|Gross Weight:||3,650 lbs|
|Length (Overall):||132.25 inches|
|Width (Overall):||55.5 inches|
|Height (Top Up)||71.75 inches|
|Mas Speed:||65 mph|
|Fuel Capacity:||15 gallons|
|Electrical:>/th>||6 neg (converted to 12V)|
|Transmission||T-84, 3 Speed|
|Transfer Case:||2 Speed Dana 18|
|Engine:||4-134 L Head (463)|
|Engine Type:||L-4 134 "Go-Devil"
|Number of Cylinders:||4
|Cubin Inch:||134.22 CID (2199.53 CC)
|Horsepower:/th>||60 HP (45 kW) @4000 rpm|
|Torque:||105 ft-lb (142-N-m) @2000 rpm
Joining our collection of jeeps is a version often seen on the tarmak of many military airports. The bright color pattern is designed to be readily seen by recently landed aircraft and used to guide aircraft to the appropriate parking area. The original airport in Paso Robles was the home of the Estrella Army Air Base.
A classic example of utilizations of early-WWII Army Jeeps, this one painted for a specific use/location. This is also one of the EWM restored vehicles which represents the Estrella WarBirds Museum in local community events.
During concept testing for jeeps, Ford and Willys were asked to produce their own pilot models for testing, the results of which would determine the contract.
The original pilot models were submitted and named accordingly. The Willys Quad by Willys Overland, the Ford Pygmy by Ford and the BRC 60 by Bantam were accepted and orders were given for 1,500 units per company, with a revised weight limit of 2,160 pounds. During these pre-production runs, each vehicle was re-named. The Willys Quad became the “MA”, the Ford Pygmy became the “GP”, and the “BRC 60” became the “BRC 40”. By July of 1941, the War Department, needing standardization, selected Willys-Overland to fulfill its contract, on account of the MA’s powerful engine, silhouette, low bid ($748.74/unit), and because of the company’s ability to fulfill production needs, ordering another 16,000 vehicles.
Absorbing some of the design features of the Bantam and Ford entries, the Willys “MA” was then renamed the Willys “MB”, and featured the powerful “Go Devil” engine and a welded flat iron “slat” radiator grille (which was later replaced by a stamped grille in March of 1942). By October 1941, due to an increased demand for production, Ford was contracted to assist Willys-Overland and changed their model’s name from “GP to “GPW”, with the "W" referring to the "Willys" licensed design. During World War II, Ford produced some 280,000 of these vehicles.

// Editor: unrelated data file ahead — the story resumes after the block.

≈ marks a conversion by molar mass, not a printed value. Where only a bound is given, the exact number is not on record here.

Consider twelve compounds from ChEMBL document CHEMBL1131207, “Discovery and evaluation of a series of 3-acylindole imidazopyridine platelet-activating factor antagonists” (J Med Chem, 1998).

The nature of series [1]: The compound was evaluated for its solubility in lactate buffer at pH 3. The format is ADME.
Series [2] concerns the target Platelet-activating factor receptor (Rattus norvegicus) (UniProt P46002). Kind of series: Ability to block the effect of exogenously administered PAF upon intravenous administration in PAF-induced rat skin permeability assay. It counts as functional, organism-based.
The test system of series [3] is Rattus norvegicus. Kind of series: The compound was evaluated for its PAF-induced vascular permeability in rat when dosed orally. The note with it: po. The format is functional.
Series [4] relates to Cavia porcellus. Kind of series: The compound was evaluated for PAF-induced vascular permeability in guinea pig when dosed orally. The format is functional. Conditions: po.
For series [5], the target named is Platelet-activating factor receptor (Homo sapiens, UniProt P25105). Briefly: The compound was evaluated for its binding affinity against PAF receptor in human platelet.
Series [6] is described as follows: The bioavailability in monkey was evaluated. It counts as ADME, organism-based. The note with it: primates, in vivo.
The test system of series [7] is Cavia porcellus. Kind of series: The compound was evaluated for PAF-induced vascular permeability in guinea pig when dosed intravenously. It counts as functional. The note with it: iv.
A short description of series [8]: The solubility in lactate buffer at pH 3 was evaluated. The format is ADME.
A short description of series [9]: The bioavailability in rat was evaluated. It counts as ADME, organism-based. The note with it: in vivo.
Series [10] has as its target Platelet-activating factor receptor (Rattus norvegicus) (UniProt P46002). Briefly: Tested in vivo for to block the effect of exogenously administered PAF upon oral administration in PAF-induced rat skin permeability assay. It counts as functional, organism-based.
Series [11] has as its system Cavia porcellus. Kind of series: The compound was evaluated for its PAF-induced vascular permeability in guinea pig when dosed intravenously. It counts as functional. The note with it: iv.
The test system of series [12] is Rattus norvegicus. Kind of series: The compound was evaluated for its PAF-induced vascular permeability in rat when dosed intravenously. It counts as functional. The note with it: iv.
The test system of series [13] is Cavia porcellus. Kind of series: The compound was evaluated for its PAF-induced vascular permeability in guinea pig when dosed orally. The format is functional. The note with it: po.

The MA and early MBs had the “Willys” name stamped into the left rear panel; however, in the spring of 1942, the War Department decided not to feature the logo and removed them. Early MBs had a wiper for each side of the windshield, which were hand operated in contrast to later configurations. The windshields also varied slightly. The first 3,500 produced used an MA-type frame, which had a shorter distance between the cowl and the glass frames (4 inches). The later models had a 6 inch measurement, and were noticeably taller. In the earlier model MBs, the gas tank still had rectangular lower corners, as opposed to later versions.
While earlier black-out lamps for the MB were used as aids to see other vehicles in the convoy, later MBs feature a large blackout headlamp mounted on the left front fender that was used to help the driver see where he was going. The headlamps on all WWII Ford GPW and Willys MB Jeeps hinged up so they could illuminate the engine compartment in dark times. In 1942 the MB jeeps got combat wheels, replacing the original stamped and welded version. Combat wheels were heavier and bolted together to facilitate field repair, and also had the ability to transport the vehicle for a distance with deflated tires. All jeeps had brackets for their pioneer tools mounted on the left side below the entryway.
Rounded rear corners were found on the bodies of all the production Jeeps, both Ford’s GPW and Willys’ MB models. All models also featured larger bumperettes, exterior handles for manual extrication from sticky terrain, and two top bows to raise the height of the canvas and keep it from pounding the heads of the front seat occupants. The instrument panels began to look more militarized on the MB and GPW. Instruments were separate (oil pressure, fuel level, ammeter, water temperature, speedometer) had black faces, and were externally illuminated. The in-out lever for the front differential, and the transfer case lever, were on the right side of the transmission lever, as those components had migrated from the left side on the Bantams to the right side on the production models.